- Tim Torrie
Leicester Castle Classic
The previous week in the lead up to Leicester was spent on a very lovely holiday, or as I like to call it, an opportunity to train on some different roads. We visited the isle of Wight and my Grandparents who inhabit the island. I spent a large amount of time exploring the fantastically undulating roads. I never climbed less than 1000m in 2hr rides. The tendency to come to the coast and the end of a road during a 15 minute interval was somewhat pleasant if not conveniently inconvenient. Though I am certain the tougher terrain resulted in a leap forward in terms of fitness in preparing for the Leicester Castle Classic and Rydale GP.
Concerning the race, where to start, who would think that so much could happen in 80km or rather 83.9km according to Strava. There certainly was no lack of entertainment value in the relatively short and fairly technical 4.5 km circuit which was covered 20 times. Liam Davies and I warmed up together on the circuit and it was immediately apparent to us that this was a race where it was not an option to be away from the front. We hatched various plans for the race to endeavour to stay out of trouble and as often happens these were jettisoned as soon as the 'neutralised' zone. This supposedly calmer period of the race demonstrated that it would be even more chaotic than either of us anticipated (this was not helped by an unnecessary, if not dangerous, varying of pace by the lead vehicle when the race was neutralised).
It was clear to me within the first 5 minutes that I was too far back and slipping ever further from the front of the race. This was engendered by the typical first lap crashes generated by the fight for position and common risky cornering speed used by riders in their efforts to move up and maintain position. These incidents also have a tendency to occur exactly where I was positioned. Despite this less than ideal start I found myself in a group- which I later discovered was the second group, demonstrating that I wasn't as far back as I had previously thought, yet still too far back to be in the front split- that began to work well and at multiple points throughout the race closed on the leaders but never quite made the junction despite everyone's best efforts. The pace set by JLT and the two man break meant that regaining contact was always going to be a hard challenge.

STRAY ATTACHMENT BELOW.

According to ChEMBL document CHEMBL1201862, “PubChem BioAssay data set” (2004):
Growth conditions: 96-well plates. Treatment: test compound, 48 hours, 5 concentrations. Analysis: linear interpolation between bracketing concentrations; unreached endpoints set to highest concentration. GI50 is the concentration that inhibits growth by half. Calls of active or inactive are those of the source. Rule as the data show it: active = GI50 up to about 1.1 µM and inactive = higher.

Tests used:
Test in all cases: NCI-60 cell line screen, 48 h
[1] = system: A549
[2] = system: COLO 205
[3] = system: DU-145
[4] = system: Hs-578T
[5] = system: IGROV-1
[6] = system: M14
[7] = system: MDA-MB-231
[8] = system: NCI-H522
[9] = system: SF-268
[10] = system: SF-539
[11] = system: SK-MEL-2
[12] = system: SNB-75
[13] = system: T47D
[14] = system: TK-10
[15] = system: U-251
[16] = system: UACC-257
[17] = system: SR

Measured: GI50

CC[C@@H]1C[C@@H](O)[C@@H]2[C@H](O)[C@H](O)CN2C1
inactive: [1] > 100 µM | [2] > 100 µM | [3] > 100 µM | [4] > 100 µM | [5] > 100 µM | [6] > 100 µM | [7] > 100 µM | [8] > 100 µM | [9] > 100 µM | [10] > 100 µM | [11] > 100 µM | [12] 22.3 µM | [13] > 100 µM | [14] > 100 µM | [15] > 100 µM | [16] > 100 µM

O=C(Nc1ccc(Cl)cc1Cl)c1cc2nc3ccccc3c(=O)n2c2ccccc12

We went arduously to the task at hand, continuing to work and only really started to falter and think of placings into the final 3 laps. Our group had become severely reduced in number, as had the lead group as we had been picking up the 'spat' riders as a constant stream of ones and twos from the lead group. We were eventually among the first 30 riders which I found as a pleasant surprise after finishing! Sadly I mistimed everything on the last lap. Will Harper of Saint Piran had launched a perfectly timed attack after we had just followed another strong attack. So he was able to take the bragging rights and various other riders manged to slip ahead of me in a period of brain malfunction, I was content that I managed to squeeze through in the reduced sprint to take 27th, but ideally I would have liked to have been able to comment on how the race for first had unravelled in more detail. Upon arrival at the line it was clear that some freak accident had occurred and it was so dramatic that we had in fact heard the clash of bikes and bodies as we had passed the finish line on the back straight. In the front groups surge for the line Chris Latham had clipped the Pedal of Gabriel Cullaigh and subsequently careered into Rob Scott and Andrew Tennant resulting in a dramatic pile up in the barriers, I don't think the injuries were serious!
Crashes apart, I was very content with my ride; it was a big confidence boost even if it was only an 80km race. The first finish in a british Elite race and my first top 30 which is a double day of positives. There were clear errors as always though it is nice to have some more positive results and the hint of things finally coming together for the final part of the year and the last big race. Rydale GP!
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